The public is aided and abetted in this belief by the soothing pronouncements of the great majority of economists that the operations of the market eventually cure all high prices. It is a message that the public wants to hear and wants to believe is true. And, while it has turned out to be true on many occasions, neoclassical economics is not physics. There are exceptions to its precepts and this exception, if that's what it turns out to be, could be highly destabilizing to our global society.
Waiting for the market to resolve the oil problem on its own may have financial consequences just as severe as regulators feared would have occurred had Bear Stearns gone bankrupt. Imagine for a moment what $200- or $300-a-barrel oil might do to the economy. (In saying this, I am not advocating government actions that would lower prices. Rather I support deep subsidies for a rapid transition to renewable energy funded perhaps by higher taxes on nonrenewable energy.)
Because they are in power for a limited time, it is the habit of politicians and policymakers to temporize. They are simply trying to make it through to the next election. I do not expect any of them to take the coins out of the fuse box. If we want that to happen, we are going to have to do it ourselves, community by community.
Tuesday, April 22, 2008
Natural gas has often been prophesied as the fuel of the future, one that will fill the gap when oil declines and give us the time we need to transition to a renewable energy economy. But can the assumptions behind this characterization stand up to scrutiny?....Read more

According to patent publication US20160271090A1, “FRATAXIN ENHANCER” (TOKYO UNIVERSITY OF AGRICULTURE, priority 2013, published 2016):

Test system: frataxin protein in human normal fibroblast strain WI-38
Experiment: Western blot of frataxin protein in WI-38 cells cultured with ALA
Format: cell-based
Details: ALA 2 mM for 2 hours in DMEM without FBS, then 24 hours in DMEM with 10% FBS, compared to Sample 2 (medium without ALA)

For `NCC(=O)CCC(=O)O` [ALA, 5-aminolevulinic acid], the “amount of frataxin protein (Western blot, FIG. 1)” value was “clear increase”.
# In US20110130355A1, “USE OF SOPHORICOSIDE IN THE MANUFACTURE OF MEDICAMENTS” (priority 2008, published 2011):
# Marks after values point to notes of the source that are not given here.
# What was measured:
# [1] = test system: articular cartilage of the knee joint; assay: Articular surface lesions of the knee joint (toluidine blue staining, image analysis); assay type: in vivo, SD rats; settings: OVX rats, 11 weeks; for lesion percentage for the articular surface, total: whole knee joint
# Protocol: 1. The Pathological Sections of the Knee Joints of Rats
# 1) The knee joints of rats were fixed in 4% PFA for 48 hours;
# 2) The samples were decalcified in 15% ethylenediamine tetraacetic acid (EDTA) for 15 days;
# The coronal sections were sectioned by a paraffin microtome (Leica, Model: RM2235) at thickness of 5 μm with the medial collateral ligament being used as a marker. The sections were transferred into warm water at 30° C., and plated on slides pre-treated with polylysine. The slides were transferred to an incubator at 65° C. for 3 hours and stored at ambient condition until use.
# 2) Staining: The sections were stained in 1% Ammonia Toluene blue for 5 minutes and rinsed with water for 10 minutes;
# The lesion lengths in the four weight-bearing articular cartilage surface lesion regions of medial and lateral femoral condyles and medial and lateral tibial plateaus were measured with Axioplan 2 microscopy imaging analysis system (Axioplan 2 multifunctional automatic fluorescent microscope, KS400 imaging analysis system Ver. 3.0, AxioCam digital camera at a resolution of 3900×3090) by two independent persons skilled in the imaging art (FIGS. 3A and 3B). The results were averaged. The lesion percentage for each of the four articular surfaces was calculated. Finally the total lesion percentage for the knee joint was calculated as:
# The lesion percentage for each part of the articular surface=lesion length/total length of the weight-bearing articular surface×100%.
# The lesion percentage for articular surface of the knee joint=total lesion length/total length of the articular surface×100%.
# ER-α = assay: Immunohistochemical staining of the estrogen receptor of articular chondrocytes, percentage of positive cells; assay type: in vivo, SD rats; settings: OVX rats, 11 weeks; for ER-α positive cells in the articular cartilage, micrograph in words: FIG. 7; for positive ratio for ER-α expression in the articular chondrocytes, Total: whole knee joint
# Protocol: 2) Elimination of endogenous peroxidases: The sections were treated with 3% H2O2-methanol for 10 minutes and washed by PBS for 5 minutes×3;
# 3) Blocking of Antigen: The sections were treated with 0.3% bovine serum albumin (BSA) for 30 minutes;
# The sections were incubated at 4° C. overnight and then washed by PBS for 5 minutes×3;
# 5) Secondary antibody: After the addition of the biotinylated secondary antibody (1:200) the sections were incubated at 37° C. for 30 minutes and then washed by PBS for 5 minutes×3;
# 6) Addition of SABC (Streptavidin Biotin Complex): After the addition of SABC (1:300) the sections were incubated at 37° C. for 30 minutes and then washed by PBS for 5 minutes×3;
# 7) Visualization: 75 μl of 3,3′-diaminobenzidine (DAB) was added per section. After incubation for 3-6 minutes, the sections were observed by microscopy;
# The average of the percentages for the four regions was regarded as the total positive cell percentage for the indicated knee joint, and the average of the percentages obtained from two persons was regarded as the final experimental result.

Sunday, April 20, 2008
The main complaint is the smoke produced by these furnaces as they heat water that is then pumped to the owner's house where a heat exchanger disperses the heat. A loophole in U. S. Environmental Protection Agency rules has left such furnaces unregulated though many municipalities and states are now seeking to ban them or at least regulate them. Part of the problem is that some furnace owners don't just burn wood; sometimes they burn household trash. Emissions from these furnaces have been measured by one government agency and the results are rather startling:
A 2006 report from the Northeast States for Coordinated Air Use Management, a nonprofit association of Northeast air quality agencies, found that average particulate emissions from one outdoor wood boiler equaled that of 22 wood stoves, 205 oil furnaces or as many as 8,000 natural gas furnaces.
The last wood heating craze occurred in the 1970s and abated when energy prices plunged and stayed mired in a 20-year bear market. But this time natural gas may be heading for a permanent decline in North America, and many homeowners throughout the United States and Canada will be scrambling for a more affordable source of home heat.
In rural areas, wood heat may become more widespread. But in heavily urbanized areas, coal may be the fuel of choice. It remains cheap relative to natural gas, and it is abundant. Moreover, some of the same manufacturers who make outdoor wood burning furnaces also make versions that will burn coal. Even indoor coal-burners are already available for homeowners. Finally, there are indoor and outdoor grain-burning furnaces.
The move to alternative sources of heat will put pressure on the remaining forests in North America as demand for wood and wood products for burning increases. This transition will also threaten the climate and air quality as coal-burning expands, and it has the potential to push grain prices even higher as homeowners compete for increasingly scarce grain to feed grain-burning furnaces. Electricity may also become a source of heat via portable electric space heaters, especially in the case of an acute crisis, and their use could potentially threaten the electrical grid.